The Lake Buena Vista Historical Society proudly presents…
Horizons: Revisited 3D
From physics.org: If you look at an object near you and close your left and right eyes in turn, you’ll see that each has a slightly different view of the world. Your left eye sees a bit more of the left side of the object, and your right eye sees a bit more of its right side. Your brain fuses the two images together allowing you to see in three dimensions. This is known as stereoscopic vision. To create a similar effect, 3D films are captured using two lenses placed side by side, just like your eyes (or by producing computer-generated images to replicate the same effect).
But you only had one camera, how did you do this?
As we were restoring Horizons: Revisited we got to thinking that the camera was placed on a tripod in the ride vehicle and it only (for the most part) moved from left to right at a known speed (to be precise 1.53 ft/s or 47 cm/s. Such that in a specific amount of time the camera will have traveled the same distance that separates the average pair of human eyes (5.4-7.4cm). Doing some simple math we can calculate how long it takes for the ride to travel that distance: If we then divide 6.4cm by 47cm/s we get .136 seconds. Now we know that the video plays at 29.97 frames per second; again some simple math: 29.97 fps multiplied by .136 seconds yields us approximately 4.07 video frames for pupil separation. Now, what if we offset the left and right eye by 4-5 frames from our one camera video, what would the result be? Would it work and create a simulated stereoscopic effect? To our amazement, it worked!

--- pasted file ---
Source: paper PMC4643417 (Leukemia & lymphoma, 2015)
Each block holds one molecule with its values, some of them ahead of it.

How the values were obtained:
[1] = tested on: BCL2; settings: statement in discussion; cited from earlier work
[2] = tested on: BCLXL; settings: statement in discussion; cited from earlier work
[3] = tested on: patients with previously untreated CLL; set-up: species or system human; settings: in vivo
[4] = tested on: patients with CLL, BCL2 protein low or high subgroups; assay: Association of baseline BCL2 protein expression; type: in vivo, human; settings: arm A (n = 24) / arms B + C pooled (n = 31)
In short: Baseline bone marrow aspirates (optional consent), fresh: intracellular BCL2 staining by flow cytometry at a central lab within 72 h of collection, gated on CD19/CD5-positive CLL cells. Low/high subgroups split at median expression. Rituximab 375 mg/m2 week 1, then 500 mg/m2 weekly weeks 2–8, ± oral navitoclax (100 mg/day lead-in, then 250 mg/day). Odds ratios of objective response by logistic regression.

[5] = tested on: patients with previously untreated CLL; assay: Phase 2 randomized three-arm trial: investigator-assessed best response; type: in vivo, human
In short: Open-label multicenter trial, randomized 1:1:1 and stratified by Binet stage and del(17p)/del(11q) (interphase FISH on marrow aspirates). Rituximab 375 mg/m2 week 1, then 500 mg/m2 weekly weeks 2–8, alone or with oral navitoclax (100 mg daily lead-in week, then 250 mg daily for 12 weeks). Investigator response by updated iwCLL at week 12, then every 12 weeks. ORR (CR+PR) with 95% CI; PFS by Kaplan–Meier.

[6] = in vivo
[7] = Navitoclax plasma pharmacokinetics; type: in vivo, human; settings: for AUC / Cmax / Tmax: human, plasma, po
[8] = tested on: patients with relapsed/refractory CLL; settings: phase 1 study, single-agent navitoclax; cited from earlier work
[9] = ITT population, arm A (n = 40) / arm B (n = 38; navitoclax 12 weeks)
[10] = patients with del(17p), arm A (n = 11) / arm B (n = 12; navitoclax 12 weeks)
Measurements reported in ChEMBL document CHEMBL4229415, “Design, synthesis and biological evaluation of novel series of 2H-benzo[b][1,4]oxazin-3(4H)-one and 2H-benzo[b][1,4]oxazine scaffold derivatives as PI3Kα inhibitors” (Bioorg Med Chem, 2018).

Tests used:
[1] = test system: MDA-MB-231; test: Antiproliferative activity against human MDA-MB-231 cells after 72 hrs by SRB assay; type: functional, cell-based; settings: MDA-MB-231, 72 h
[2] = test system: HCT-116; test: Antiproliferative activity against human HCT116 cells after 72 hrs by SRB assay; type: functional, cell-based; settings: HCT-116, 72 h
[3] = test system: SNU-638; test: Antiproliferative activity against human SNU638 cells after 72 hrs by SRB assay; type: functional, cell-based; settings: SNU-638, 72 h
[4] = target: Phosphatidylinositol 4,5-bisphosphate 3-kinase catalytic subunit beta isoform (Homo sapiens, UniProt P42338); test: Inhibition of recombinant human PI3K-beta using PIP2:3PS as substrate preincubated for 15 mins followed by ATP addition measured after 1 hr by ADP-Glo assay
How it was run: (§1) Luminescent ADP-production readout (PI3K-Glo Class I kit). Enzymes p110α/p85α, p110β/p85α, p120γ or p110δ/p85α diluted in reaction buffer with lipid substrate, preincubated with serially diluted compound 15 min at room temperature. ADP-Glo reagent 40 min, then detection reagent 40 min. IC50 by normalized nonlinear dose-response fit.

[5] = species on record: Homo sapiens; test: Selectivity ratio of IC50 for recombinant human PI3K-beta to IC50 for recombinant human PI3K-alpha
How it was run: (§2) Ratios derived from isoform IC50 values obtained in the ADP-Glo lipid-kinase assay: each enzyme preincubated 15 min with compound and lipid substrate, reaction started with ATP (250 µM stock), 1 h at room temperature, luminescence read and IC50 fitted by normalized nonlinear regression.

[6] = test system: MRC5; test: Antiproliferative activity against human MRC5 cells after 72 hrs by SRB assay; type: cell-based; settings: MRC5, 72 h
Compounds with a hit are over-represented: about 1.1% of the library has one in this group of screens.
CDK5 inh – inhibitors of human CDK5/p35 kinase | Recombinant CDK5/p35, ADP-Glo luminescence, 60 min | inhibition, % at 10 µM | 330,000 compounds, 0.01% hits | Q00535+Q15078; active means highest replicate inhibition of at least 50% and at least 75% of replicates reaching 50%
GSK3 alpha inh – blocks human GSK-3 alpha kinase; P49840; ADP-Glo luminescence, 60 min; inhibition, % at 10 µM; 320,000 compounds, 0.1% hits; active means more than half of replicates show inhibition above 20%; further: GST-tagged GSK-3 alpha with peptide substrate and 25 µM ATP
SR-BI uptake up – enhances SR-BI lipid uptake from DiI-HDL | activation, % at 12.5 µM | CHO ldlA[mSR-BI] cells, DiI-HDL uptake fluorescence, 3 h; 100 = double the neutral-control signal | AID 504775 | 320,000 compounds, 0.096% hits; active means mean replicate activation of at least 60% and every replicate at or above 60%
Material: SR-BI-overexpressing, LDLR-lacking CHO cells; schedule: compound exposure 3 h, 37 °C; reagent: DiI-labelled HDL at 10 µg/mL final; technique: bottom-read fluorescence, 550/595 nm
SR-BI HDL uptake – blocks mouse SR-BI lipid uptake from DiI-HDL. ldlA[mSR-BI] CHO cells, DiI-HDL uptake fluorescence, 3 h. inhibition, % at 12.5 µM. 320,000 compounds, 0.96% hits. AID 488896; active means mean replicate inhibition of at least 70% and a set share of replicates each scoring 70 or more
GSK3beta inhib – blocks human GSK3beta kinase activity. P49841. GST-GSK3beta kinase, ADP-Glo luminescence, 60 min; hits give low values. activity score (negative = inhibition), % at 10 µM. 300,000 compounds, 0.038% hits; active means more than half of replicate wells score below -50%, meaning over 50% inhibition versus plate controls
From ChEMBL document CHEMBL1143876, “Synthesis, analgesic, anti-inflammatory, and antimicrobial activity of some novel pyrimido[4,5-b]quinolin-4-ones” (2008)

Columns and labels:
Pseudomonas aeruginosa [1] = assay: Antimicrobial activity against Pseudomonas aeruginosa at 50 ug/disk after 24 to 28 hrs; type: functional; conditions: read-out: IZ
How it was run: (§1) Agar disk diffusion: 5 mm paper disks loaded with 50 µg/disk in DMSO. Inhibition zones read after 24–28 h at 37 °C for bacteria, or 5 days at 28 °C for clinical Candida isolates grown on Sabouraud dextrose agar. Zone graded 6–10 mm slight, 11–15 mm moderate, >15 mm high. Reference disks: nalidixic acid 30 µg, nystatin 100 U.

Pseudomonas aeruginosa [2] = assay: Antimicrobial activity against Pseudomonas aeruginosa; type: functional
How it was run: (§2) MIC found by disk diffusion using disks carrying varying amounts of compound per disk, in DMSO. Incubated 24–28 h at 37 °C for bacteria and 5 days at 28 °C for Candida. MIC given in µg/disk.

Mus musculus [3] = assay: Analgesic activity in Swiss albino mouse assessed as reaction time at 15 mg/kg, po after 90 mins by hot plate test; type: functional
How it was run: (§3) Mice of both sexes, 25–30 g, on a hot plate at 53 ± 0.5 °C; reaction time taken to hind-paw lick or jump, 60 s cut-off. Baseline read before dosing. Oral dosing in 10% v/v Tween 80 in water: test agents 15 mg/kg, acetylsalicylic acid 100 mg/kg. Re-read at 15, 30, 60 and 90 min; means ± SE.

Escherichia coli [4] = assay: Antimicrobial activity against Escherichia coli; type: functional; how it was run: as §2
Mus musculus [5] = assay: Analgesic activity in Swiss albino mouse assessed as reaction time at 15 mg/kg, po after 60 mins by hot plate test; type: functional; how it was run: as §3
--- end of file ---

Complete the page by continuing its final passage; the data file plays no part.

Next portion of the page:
The next step was to see how far we could push the boundaries and create the best 3D experience we can with the one camera source. Our calculations pointed to a 4 frame offset for each eye, but if we set that offset higher, would it create a deeper visual effect? As we increased the offset the depth and we were able to also make it more immersive…with one catch. Regular 3D is captured with 2 cameras, so each camera is capturing each action at the same exact moment. Imagine for a moment we are filming someone tossing a ball in the air. With a 2 camera setup when the ball reaches the peak of the toss, that frame for each eye would record the ball in the same exact position. In a single-camera setup, that same scenario would result in one eye seeing the ball at the apex while the other eye would be 4 frames behind and still in motion from the toss. The further this frame separation the more blurred and “off” the ball would look – however anything else that is static or not moving quickly would remain in 3D.
When you think about the content of the attraction, other than the audio-animatronics, movies, background projections, and lighting effects the majority of the right is static; which is exactly what we want. We targeted a frame offset that would blend rich 3D experience while still allowing for movement and such that wouldn’t distract the eye – we think we’ve managed to find a common number that works for most of the ride. Where needed we seamlessly blend to a 2D view to avoid any scenes that do not work well, specifically parts of the Omnimax film and some transition scenes.
There are 3 viewing options for Horizons: Revisited 3D. Please see our 3D information page on what you will need to view.
Red/Blue Glasses – Put on your glasses and enjoy!
VR Headset/Google Cardboard – Play full screen via YouTube app; this versio has been enhanced to 60fps for a smoother experience.
3D Televisions – Pay full screen from YouTube, set your TV to play 50%/50% or Side By Side (SBS) 3D content
For details on how this video was initially restored, check out our “Behind the Edit“